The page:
A few years ago, Beth Moore helped me realize we can teach our own children how to master skills by using the minilesson architecture. There have been countless times I’ve taught Isabelle, who is now 6 1/2, how to do something by engaging her in a minilesson.
A couple of weeks ago, my husband and I found ourselves busy with dinner preparation when Ari, our 10-month-old son, let it be known he was hungry. Knowing Isabelle had expressed interest in feeding Ari, I asked if she’d be willing to feed him while my husband and I prepared dinner. She agreed.
Seeing as Isabelle had never fed Ari before, I needed to teach her how to feed him safely. First, I connected to her prior knowledge, since she had seen us feed Ari many times before. Next, I delivered my teaching point (the what+the how+the why). Afterward, I demonstrated by giving Ari a few bites of food while she watched. I explained the things I did (e.g., putting a small amount of food on the spoon, wiping his mouth) while showing her what it looked like. Next, I allowed Isabelle to practice feeding Ari while I observed. I gave her a lean prompt when I noticed she needed help holding the spoon steady and using the spoon to catch runaway food). Finally, I reminded her that anytime she wanted to feed her brother, she could do x, y, & z to feed him safely.
My teaching was quick. I gave her the chance to practice with support. Finally, I set Isabelle up for success so she’d know how to feed any baby puréed food anytime in the future.
Minilesson planning for writing workshop isn’t complicated when you know what you want to teach, how to teach it, and why it matters to kids. Once you have the architecture of a minilesson and some scaffolding language in your repertoire you’ll feel confident to plan instruction for the young writers you teach.
What are minilessons?
Minilessons are a time to gather the whole class in the meeting area to raise a concern, explore an issue, model a technique, or reinforce a strategy (Calkins, 1994, 193). In addition, minilessons are also times that can teach students procedures for how to do something in the writing workshop (Ibid., 194). Typically, minilessons are ten minutes long and provide an opportunity to teach students something while giving them some time to practice what’s been taught before the independent writing portion of writing workshop.
How do I decide what to teach in a minilesson?
Mini-lessons come from many places. Many people use local or national standards to help them decide what to teach to students. Other people use the scope and sequence provided by a district-purchased curriculum, such as the Teachers College Reading and Writing Project’s Units of Study, to help them determine which minilessons to teach. Minilessons also come from what you’re noticing in your classroom with your students. For instance, you might notice you’re delivering the same teaching point in a conference several times. If that’s the case, it’s time to turn that teaching point into a whole-class minilesson. You might also read your students’ in-progress writing and notice commonalities. If you do, then you can teach into that with a whole class minilesson. Basically, just by being a responsive teacher you’ll find things to teach your students during the whole-class instructional time.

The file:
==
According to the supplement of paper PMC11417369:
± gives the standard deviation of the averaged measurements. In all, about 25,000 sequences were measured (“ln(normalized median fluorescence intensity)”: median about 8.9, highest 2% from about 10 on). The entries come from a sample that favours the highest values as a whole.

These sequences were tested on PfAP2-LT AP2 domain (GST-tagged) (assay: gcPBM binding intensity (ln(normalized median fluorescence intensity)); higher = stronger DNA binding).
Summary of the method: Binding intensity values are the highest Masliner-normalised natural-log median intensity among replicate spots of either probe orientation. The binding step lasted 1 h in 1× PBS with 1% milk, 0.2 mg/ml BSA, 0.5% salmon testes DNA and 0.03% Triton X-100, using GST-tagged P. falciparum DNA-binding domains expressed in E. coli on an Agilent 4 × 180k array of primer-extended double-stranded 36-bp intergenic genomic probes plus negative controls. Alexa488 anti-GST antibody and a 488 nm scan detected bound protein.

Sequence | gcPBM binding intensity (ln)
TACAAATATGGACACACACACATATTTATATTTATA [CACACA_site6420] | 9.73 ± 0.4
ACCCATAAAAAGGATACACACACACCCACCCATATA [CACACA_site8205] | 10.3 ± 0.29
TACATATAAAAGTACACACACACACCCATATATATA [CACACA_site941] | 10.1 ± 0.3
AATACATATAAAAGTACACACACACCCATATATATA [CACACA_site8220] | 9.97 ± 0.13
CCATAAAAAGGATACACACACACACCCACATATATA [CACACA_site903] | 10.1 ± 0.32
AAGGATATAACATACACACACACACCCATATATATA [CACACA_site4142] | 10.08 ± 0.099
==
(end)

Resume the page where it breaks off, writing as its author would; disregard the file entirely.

What’s the architecture of a minilesson?
There’s a basic architecture — connection, teaching, active engagement, and a link — of a minilesson. Using a predictable format helps students know how a minilesson goes since it’s the same structure day after day. (Though, as Melanie stated yesterday, inquiry-based minilessons will have a different feel.) This architecture allows you to activate students’ prior knowledge, teach them something, give students a chance to try it, and then connect what you’ve taught to the work they’re doing as writers.
The four parts of a minilesson are:
CONNECTION: Invite students into the learning by activating the prior knowledge. In this portion of the minilesson, you’ll explain the relevance of what you’re teaching so students will understand the importance of the lesson. You might connect the day’s minilesson to something you taught the previous day, earlier in the unit of study, something students did in another unit of study, or to something in real life. Be sure to deliver a concise teaching point at the end of the connection so students know exactly what to expect during the rest of the minilesson. Many teachers list their recent teaching points on an anchor chart that’s displayed in the meeting area.
Phrases to use in the Connection include:
- Yesterday/last week/remember when we were working on…
- Today I want to teach you… One way writers do this is by (step 1, step 2, step 3)…
TEACHING: This is the heart of your minilesson since this is where you’ll not only explain the teaching point in greater detail, but you’ll show your students how it is you go about doing whatever it is you’re teaching them. You’ll demonstrate the teaching point by using a piece of your writing, student writing, or a published mentor text. After your demonstration, debrief what you taught students by saying something like, “Did you notice how I…?” Then, repeat the teaching point you delivered in the connection at the end of the debrief of your demonstration.
Phrases to help you frame the Teaching include:
- When I write…
- Watch me as I show you how I… (set up demonstration)
- Did you notice how I…
- When authors write…
- Let’s study this text together… (set up demonstration)
- Did you notice how the author…
ACTIVE ENGAGEMENT: You will then pass the baton to the students offering them a chance to try out the strategy you taught. Make sure whatever it is you’re asking your students to do matches whatever it is you just taught students to do in the demonstration. Students might try out what you taught by using their own writing or a sample piece of writing. Students could also turn and talk with their writing partner about how they could use the strategy in their writing. Regardless of how students are actively engaged, it’s important for you to walk around to different parts of the meeting area to assess students understanding of your teaching. After a couple of minutes, gather the class back together and talk about what you noticed as you walked around the meeting area reading students’ writing or listening into students’ conversations.